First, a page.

3 Things Cardiologists Want You to Know
(WellnessPursuits.com) – If you think good heart health means leading a boring life of constant focus on exercise and nutrition, think again. As it turns out, shaking things up with more focus on a couple of fun things could be the key to cardiovascular health.
Don’t trade your fruit breakfast for cake just yet, because exercise and nutrition are as important as ever, but do consider any or all of the additional steps cardiologists want you to know about below.
Three additonal simple things you can do that may help protect your heart even more. Make sure you:
- Stay hydrated. Your body needs to remain hydrated to keep your electrolytes in balance and regulate your blood pressure. Each person’s needs vary, but the Mayo Clinic recommends anywhere from 11.5 cups per day for women to 15.5 cups for men; though this does include all liquids, including the ones in your soups and foods. If you don’t care for drinking water, consider getting creative with fruits or additives that can change the flavor. Make sure you keep water nearby if you’re working outdoors or exercising. Those of us with kidney, liver, thyroid, and heart conditions need to be careful about our water intake. Talk to your doctor to make sure you don’t have any fluid restrictions.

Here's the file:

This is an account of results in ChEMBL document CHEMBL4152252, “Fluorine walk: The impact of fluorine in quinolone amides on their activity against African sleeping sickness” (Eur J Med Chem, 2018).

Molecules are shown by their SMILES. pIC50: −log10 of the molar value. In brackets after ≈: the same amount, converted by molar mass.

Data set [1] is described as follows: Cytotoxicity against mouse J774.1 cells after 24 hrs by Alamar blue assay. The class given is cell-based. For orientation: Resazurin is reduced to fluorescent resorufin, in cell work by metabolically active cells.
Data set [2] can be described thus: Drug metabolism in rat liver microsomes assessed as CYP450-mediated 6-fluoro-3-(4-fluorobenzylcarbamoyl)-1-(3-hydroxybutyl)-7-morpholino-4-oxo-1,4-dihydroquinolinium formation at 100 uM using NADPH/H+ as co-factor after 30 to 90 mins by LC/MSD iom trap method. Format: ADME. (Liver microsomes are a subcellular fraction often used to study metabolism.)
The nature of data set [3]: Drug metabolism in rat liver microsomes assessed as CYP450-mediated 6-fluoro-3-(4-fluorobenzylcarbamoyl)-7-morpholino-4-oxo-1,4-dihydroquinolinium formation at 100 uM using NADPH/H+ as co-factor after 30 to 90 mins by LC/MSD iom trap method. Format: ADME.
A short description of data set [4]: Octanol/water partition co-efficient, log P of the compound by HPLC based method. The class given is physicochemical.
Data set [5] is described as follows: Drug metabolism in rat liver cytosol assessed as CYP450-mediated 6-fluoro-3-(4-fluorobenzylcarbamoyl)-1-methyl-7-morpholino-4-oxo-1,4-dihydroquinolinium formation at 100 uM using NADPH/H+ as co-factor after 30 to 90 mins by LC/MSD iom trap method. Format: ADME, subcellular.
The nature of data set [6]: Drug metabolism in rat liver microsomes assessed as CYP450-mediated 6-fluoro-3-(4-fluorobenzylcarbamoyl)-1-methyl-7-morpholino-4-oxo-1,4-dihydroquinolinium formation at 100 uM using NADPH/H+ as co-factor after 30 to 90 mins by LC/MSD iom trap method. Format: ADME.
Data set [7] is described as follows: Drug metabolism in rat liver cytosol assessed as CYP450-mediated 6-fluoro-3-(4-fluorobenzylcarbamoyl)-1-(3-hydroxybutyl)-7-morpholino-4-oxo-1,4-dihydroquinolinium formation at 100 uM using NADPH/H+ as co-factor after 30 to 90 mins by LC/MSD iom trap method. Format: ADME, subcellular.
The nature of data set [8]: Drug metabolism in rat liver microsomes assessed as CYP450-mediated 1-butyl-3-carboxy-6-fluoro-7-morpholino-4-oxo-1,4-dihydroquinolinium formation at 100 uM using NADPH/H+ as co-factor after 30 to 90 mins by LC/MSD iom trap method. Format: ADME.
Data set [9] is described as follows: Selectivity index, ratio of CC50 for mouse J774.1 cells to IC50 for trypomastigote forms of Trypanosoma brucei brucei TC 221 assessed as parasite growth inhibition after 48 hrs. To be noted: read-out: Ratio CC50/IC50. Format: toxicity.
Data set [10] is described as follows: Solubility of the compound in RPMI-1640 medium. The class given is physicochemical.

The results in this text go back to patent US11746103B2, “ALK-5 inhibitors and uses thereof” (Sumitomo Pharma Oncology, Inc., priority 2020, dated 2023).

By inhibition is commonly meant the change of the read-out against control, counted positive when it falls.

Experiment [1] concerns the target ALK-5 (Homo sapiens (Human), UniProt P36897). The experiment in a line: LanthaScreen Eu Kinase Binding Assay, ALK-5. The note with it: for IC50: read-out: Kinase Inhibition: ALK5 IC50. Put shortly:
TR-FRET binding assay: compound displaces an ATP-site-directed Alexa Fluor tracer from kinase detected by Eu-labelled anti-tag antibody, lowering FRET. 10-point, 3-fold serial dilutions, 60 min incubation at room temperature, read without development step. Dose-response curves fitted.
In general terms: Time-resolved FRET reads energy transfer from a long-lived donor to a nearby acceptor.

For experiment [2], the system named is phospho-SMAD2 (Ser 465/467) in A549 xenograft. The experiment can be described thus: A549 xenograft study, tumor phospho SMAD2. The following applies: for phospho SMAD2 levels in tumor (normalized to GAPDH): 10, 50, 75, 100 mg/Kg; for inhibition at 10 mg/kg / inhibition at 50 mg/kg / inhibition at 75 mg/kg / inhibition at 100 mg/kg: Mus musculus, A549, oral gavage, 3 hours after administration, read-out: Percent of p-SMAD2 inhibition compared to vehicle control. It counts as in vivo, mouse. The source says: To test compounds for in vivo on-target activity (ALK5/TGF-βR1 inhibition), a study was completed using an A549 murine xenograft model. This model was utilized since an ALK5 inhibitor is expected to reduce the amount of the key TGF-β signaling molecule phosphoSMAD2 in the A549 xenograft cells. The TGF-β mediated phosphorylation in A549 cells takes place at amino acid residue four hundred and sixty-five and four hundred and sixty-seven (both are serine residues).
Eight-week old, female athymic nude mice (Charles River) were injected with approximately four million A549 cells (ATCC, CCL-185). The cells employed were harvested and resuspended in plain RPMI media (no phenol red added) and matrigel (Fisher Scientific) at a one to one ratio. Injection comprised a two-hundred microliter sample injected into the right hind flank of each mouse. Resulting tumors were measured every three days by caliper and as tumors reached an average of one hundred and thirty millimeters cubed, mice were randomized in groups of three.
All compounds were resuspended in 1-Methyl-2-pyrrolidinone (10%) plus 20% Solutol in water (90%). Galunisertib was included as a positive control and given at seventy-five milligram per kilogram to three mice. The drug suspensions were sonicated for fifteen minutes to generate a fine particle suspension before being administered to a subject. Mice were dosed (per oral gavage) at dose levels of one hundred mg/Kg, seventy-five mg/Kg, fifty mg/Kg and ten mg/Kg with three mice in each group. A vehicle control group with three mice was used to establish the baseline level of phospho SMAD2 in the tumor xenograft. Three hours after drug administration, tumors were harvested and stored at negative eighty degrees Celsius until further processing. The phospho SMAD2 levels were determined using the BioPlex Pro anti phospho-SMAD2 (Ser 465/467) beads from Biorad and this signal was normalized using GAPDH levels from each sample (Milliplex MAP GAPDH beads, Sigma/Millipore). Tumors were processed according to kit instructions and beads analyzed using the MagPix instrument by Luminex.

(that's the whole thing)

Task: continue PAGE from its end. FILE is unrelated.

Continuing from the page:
- Stay socially active. Believe it or not, studies have shown those of us with active social schedules tend to live longer, healthier lives than those who remain isolated. Why? People who aren’t active tend to have unhealthy habits, including binge eating, smoking or even drinking. They’re often more depressed than others as well. As a bonus, people who use diversity in their interactions are less likely to become ill when they’ve been exposed to a cold virus. If this is a struggle for you, consider challenging yourself to meet up with a friend once a week or join a monthly group or meet and greet.
- Get plenty of sleep. We all make excuses for lost sleep, but getting enough really should be a priority. Chronic insomnia has been linked to a higher risk of heart attack and stroke. Disorders like sleep apnea can also increase those risks, and studies show people who sleep less than six hours per night are more likely to develop high blood pressure. Premenopausal women struggling with insomnia may develop chronic inflammatory diseases. Make sure you are turning off electronics an hour before bed, reducing caffeine consumption in the late afternoons and evenings, and maintaining a consistent sleep schedule.
Yes, eating and healthy diet and getting enough exercise is important, and you just may be able to influence your own heart health even more with these other small changes.
Talk to your doctor if you’re having trouble sleeping, find creative ways to stay hydrated, and keep your social calendar full. You may be surprised at just how big a difference these things make not just to your heart, but your overall quality of life.
Here’s To Your Vibrant Life!